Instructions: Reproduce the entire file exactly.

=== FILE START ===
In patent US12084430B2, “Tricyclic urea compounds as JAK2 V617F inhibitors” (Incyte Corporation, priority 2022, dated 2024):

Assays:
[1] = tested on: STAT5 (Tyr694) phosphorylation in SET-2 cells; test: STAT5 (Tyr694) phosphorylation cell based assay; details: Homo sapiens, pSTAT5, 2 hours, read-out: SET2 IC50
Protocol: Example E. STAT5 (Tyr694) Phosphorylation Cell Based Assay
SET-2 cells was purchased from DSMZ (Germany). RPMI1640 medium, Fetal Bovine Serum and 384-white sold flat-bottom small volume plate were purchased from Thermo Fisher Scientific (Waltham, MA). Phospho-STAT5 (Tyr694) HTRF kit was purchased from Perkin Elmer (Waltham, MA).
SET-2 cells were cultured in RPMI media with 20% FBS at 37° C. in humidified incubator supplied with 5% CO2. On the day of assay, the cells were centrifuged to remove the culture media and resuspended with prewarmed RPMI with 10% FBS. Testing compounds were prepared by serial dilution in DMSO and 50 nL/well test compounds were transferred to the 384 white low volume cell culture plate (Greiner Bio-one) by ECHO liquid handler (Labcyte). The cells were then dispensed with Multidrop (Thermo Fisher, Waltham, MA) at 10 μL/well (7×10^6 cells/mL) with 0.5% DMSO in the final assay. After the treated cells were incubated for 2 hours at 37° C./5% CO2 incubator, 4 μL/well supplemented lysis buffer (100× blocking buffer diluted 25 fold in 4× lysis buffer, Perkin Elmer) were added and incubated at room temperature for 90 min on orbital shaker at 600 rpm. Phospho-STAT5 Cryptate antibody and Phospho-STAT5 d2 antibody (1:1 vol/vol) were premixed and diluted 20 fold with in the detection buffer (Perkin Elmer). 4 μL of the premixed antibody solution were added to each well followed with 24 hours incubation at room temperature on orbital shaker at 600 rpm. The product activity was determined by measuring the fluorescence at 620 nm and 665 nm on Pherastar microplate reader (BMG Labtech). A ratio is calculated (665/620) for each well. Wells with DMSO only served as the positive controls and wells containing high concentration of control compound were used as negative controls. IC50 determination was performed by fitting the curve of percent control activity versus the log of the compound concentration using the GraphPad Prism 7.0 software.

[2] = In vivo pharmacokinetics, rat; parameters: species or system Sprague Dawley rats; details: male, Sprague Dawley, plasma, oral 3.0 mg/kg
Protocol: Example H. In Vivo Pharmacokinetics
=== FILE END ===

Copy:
In patent US12084430B2, “Tricyclic urea compounds as JAK2 V617F inhibitors” (Incyte Corporation, priority 2022, dated 2024):

Assays:
[1] = tested on: STAT5 (Tyr694) phosphorylation in SET-2 cells; test: STAT5 (Tyr694) phosphorylation cell based assay; details: Homo sapiens, pSTAT5, 2 hours, read-out: SET2 IC50
Protocol: Example E. STAT5 (Tyr694) Phosphorylation Cell Based Assay
SET-2 cells was purchased from DSMZ (Germany). RPMI1640 medium, Fetal Bovine Serum and 384-white sold flat-bottom small volume plate were purchased from Thermo Fisher Scientific (Waltham, MA). Phospho-STAT5 (Tyr694) HTRF kit was purchased from Perkin Elmer (Waltham, MA).
SET-2 cells were cultured in RPMI media with 20% FBS at 37° C. in humidified incubator supplied with 5% CO2. On the day of assay, the cells were centrifuged to remove the culture media and resuspended with prewarmed RPMI with 10% FBS. Testing compounds were prepared by serial dilution in DMSO and 50 nL/well test compounds were transferred to the 384 white low volume cell culture plate (Greiner Bio-one) by ECHO liquid handler (Labcyte). The cells were then dispensed with Multidrop (Thermo Fisher, Waltham, MA) at 10 μL/well (7×10^6 cells/mL) with 0.5% DMSO in the final assay. After the treated cells were incubated for 2 hours at 37° C./5% CO2 incubator, 4 μL/well supplemented lysis buffer (100× blocking buffer diluted 25 fold in 4× lysis buffer, Perkin Elmer) were added and incubated at room temperature for 90 min on orbital shaker at 600 rpm. Phospho-STAT5 Cryptate antibody and Phospho-STAT5 d2 antibody (1:1 vol/vol) were premixed and diluted 20 fold with in the detection buffer (Perkin Elmer). 4 μL of the premixed antibody solution were added to each well followed with 24 hours incubation at room temperature on orbital shaker at 600 rpm. The product activity was determined by measuring the fluorescence at 620 nm and 665 nm on Pherastar microplate reader (BMG Labtech). A ratio is calculated (665/620) for each well. Wells with DMSO only served as the positive controls and wells containing high concentration of control compound were used as negative controls. IC50 determination was performed by fitting the curve of percent control activity versus the log of the compound concentration using the GraphPad Prism 7.0 software.

[2] = In vivo pharmacokinetics, rat; parameters: species or system Sprague Dawley rats; details: male, Sprague Dawley, plasma, oral 3.0 mg/kg
Protocol: Example H. In Vivo Pharmacokinetics